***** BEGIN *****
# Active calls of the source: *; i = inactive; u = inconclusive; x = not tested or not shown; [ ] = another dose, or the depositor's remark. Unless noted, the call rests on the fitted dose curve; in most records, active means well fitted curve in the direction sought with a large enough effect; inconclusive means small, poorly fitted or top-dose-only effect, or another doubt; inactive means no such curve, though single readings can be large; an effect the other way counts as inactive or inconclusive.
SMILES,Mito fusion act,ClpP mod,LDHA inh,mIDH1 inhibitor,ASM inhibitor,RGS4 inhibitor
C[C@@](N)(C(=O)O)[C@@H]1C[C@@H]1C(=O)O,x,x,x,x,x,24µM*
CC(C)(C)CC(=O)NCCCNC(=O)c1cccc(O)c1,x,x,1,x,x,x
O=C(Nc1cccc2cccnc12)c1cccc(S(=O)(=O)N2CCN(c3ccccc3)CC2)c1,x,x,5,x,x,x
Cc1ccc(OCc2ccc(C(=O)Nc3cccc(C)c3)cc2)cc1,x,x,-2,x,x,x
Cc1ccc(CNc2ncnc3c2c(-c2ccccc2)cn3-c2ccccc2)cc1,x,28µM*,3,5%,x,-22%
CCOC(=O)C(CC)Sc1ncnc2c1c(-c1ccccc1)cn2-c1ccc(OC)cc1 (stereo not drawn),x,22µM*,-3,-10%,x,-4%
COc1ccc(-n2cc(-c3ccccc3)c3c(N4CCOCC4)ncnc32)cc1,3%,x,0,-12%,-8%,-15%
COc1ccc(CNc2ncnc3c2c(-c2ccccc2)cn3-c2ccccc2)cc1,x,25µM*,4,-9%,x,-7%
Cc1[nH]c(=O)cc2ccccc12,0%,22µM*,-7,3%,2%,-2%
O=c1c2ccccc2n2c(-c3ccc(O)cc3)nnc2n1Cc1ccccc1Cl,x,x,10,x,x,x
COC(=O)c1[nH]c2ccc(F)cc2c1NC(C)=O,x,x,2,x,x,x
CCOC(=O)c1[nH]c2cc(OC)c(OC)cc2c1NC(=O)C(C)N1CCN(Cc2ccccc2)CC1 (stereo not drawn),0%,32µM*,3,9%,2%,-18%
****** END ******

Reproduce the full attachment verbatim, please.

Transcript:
# Active calls of the source: *; i = inactive; u = inconclusive; x = not tested or not shown; [ ] = another dose, or the depositor's remark. Unless noted, the call rests on the fitted dose curve; in most records, active means well fitted curve in the direction sought with a large enough effect; inconclusive means small, poorly fitted or top-dose-only effect, or another doubt; inactive means no such curve, though single readings can be large; an effect the other way counts as inactive or inconclusive.
SMILES,Mito fusion act,ClpP mod,LDHA inh,mIDH1 inhibitor,ASM inhibitor,RGS4 inhibitor
C[C@@](N)(C(=O)O)[C@@H]1C[C@@H]1C(=O)O,x,x,x,x,x,24µM*
CC(C)(C)CC(=O)NCCCNC(=O)c1cccc(O)c1,x,x,1,x,x,x
O=C(Nc1cccc2cccnc12)c1cccc(S(=O)(=O)N2CCN(c3ccccc3)CC2)c1,x,x,5,x,x,x
Cc1ccc(OCc2ccc(C(=O)Nc3cccc(C)c3)cc2)cc1,x,x,-2,x,x,x
Cc1ccc(CNc2ncnc3c2c(-c2ccccc2)cn3-c2ccccc2)cc1,x,28µM*,3,5%,x,-22%
CCOC(=O)C(CC)Sc1ncnc2c1c(-c1ccccc1)cn2-c1ccc(OC)cc1 (stereo not drawn),x,22µM*,-3,-10%,x,-4%
COc1ccc(-n2cc(-c3ccccc3)c3c(N4CCOCC4)ncnc32)cc1,3%,x,0,-12%,-8%,-15%
COc1ccc(CNc2ncnc3c2c(-c2ccccc2)cn3-c2ccccc2)cc1,x,25µM*,4,-9%,x,-7%
Cc1[nH]c(=O)cc2ccccc12,0%,22µM*,-7,3%,2%,-2%
O=c1c2ccccc2n2c(-c3ccc(O)cc3)nnc2n1Cc1ccccc1Cl,x,x,10,x,x,x
COC(=O)c1[nH]c2ccc(F)cc2c1NC(C)=O,x,x,2,x,x,x
CCOC(=O)c1[nH]c2cc(OC)c(OC)cc2c1NC(=O)C(C)N1CCN(Cc2ccccc2)CC1 (stereo not drawn),0%,32µM*,3,9%,2%,-18%